Meeting Emissions Regs with Gasoline Filters

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This year, Euro 6c emissions regulations come into effect and in 2020, China 6 regs kick in. 

One consequence of this is that several OEMs have decided that it is necessary to equip vehicles with particulate filters—and these are gasoline-powered, not diesel engines.

One of the types of engines where these filters are particularly advantageous as regards meeting the requirements is the gasoline direct-injection engine. While these engines provide good performance and good fuel economy, comparatively speaking, they also have a consequence of producing fine particulates in their exhaust.

So enter the gasoline-particulate filter.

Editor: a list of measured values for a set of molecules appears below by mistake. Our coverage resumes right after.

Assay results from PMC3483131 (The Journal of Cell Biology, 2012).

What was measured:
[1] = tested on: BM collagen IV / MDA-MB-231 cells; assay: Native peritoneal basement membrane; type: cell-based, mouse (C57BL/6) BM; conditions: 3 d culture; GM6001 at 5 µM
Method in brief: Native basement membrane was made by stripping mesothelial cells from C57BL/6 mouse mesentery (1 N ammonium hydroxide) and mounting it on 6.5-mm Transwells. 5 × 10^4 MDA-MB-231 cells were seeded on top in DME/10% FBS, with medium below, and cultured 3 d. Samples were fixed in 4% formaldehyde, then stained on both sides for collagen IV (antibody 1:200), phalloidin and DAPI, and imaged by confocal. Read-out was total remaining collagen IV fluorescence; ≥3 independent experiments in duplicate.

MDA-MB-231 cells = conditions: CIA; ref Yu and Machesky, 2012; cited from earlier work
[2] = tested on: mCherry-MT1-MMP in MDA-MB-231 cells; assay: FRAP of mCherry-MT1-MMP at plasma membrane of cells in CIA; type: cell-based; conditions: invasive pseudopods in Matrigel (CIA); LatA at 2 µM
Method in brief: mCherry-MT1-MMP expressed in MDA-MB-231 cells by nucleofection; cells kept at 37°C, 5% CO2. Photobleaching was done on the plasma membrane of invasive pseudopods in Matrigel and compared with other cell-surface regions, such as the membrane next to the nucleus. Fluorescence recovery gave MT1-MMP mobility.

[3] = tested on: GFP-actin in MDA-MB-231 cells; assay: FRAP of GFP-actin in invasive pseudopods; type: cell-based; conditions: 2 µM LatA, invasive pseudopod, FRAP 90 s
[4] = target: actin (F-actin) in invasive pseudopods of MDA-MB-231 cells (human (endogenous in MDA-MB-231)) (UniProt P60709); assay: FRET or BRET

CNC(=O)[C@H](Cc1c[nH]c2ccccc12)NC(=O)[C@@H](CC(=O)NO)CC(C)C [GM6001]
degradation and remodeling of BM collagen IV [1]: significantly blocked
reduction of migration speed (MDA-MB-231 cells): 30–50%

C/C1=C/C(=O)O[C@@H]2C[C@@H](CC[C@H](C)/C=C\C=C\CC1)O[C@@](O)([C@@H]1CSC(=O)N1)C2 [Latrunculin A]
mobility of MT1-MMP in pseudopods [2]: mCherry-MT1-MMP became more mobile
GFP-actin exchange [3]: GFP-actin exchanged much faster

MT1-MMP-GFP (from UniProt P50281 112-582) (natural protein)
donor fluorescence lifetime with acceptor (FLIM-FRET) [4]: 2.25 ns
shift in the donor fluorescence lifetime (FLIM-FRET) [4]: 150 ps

One supplier of filters is Corning (corning.com), which produces “DuraTrap GC” filters featuring a patented cordierite-based material composition with an engineered ceramic microstructure designed to trap fine particulates while maintaining engine performance with low engine back pressure.

The demand for the filters is so high that Corning is undertaking a $100-million facility expansion program in two plants, one in Germany and one in China, to expand production of its DuraTrap filters.

In its Kaiserslautern plant, where it has been producing diesel particulate filters since 2011, it is expanding its overall footprint with new production lines and equipment for the gasoline filter production. The entire expansion will be complete early in 2018.

“In Shanghai,” says Wu Dan, general manager, China, Corning Environmental Technologies, “we are adding capacity to lead production of gasoline particulate filters for local Chinese and global automakers.” 

The Shanghai plant has been producing light-duty substrates and filters since 2001, and the expansion, which is also to be complete by early 2018, adds the DuraTrap production capability.